Washington, D.C. taxes corporation income via the corporate franchise tax. As of 2024, the corporate franchise tax in Washington, D.C. is a flat 8.25% rate of taxable net income. Like the UBF tax, there's a $250 minimum tax for corporations that have gross receipts of $1 million or less. A $1,000 minimum tax applies to corporations with gross receipts of more than $1 million.

Use the OTR's corporation franchise tax return (Form D-20) to pay the tax. You can file and pay this tax using MyTax DC. Read the form instructions for more details regarding the corporate franchise tax.

Washington, D.C. Employer Taxes

If your LLC has or plans to have employees, you must pay employer taxes to the federal and state governments. If you haven't done so already, make sure you get an employer identification number (EIN) from the IRS so you can report and pay these taxes as an employer.

Withholding employee wages. As a Washington, D.C. employer, you must withhold and pay employee income taxes to the OTR. Begin by registering your business for withholding taxes online through MyTax DC. Most employers will file quarterly withholding reports using Form FR-900Q. You must also make payments periodically—for example, weekly, semiweekly, and monthly. You can find more guidance in the instructions section of the withholding forms.

Unemployment insurance (UI) tax. In addition to withholding taxes, your LLC will probably need to pay state UI taxes to the Department of Employment Services (DOES). Your business can register for an employer account via the DOES's Employer Self-Service Portal. Every quarter, you must file an Employer's Quarterly Contribution and Wage Report (Form UC-30). Some employers can file annually. You can file these reports and make payments through the Employer Self-Service Portal. For more information, including links to helpful employer resources, see the UI tax for employers section of the DES website.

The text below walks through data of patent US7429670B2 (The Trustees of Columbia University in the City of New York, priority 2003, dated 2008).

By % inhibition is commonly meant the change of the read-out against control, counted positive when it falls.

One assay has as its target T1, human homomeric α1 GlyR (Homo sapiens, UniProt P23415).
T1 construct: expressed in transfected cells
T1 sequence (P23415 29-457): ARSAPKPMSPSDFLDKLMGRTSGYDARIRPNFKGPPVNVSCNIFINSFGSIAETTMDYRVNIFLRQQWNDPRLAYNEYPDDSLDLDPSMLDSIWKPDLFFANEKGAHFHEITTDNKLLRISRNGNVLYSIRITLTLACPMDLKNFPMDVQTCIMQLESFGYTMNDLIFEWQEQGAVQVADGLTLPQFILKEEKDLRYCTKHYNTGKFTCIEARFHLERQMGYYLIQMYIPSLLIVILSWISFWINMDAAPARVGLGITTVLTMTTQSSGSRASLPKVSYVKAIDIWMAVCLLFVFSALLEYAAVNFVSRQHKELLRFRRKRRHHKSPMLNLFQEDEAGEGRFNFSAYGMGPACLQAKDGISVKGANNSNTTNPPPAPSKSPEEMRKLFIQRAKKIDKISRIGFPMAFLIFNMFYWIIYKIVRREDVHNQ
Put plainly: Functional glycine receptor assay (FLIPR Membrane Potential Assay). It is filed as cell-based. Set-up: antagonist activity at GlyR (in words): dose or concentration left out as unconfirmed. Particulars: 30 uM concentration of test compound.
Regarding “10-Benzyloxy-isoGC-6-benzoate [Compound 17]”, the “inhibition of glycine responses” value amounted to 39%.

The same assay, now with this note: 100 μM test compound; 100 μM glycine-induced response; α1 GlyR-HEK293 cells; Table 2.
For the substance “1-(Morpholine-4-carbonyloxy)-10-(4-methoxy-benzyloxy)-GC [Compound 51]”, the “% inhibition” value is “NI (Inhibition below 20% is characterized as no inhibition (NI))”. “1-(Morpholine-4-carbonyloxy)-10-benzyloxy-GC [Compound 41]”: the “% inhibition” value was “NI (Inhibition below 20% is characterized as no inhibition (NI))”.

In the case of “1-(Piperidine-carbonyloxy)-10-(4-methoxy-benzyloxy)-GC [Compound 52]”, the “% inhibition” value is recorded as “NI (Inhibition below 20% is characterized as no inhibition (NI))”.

Washington, D.C. Sales and Use Tax

If your LLC plans to sell taxable goods or services to customers in Washington, D.C., you must collect and pay sales tax to the OTR. Register your LLC to report and pay sales tax through MyTax DC. (You can register your business for multiple tax types through one application process.) Once your LLC is registered, you'll receive a certificate of registration from the OTR. You must display this certificate at your business location.

Depending on your sales and use tax liability, you'll file a sales and use tax return (using some version of Form FR-800) either annually, quarterly, or monthly. You must use MyTax DC to file your returns and pay taxes owed.

For more, see the sales and use section of the MyTax DC frequently asked questions webpage.

LLC Registration in Other States

Sometimes, owners will form a business in one state or district but do business in a different state. For example, you might organize your LLC in Washington, D.C. but have business activities in Virginia or Maryland. In this case, you might need to register your LLC as an out-of-state (foreign) business in Virginia, Maryland, and any other state where you have business activities.

Every state has rules and requirements for when an out-of-state business must register. But usually, you'll need to qualify as a foreign business if your LLC:

  • has a physical presence in the state (such as an office, warehouse, or store)
  • hires employees in the state, or
  • solicits business in the state (for example, through the internet or by mail or print ads).

Check each relevant state's laws around qualifying as a foreign business. If you need more guidance on when to register, see our state guide to qualifying to do business outside your state.

More Information About Washington, D.C. LLCs

The District of Columbia provides useful information on how to form and maintain your LLC on its various government websites. But if you want more general guidance related to managing and running your LLC, you can read the articles in the LLC section of our website.

While many business owners can start and manage their LLCs on their own, many others can benefit from professional assistance. Washington, D.C.'s franchise taxes are particularly complex and dense. If you have questions about which taxes your LLC is responsible for or whether you need to register in another state, talk to a local business lawyer. They can help you determine whether a particular tax applies to you and what your registration and reporting responsibilities are.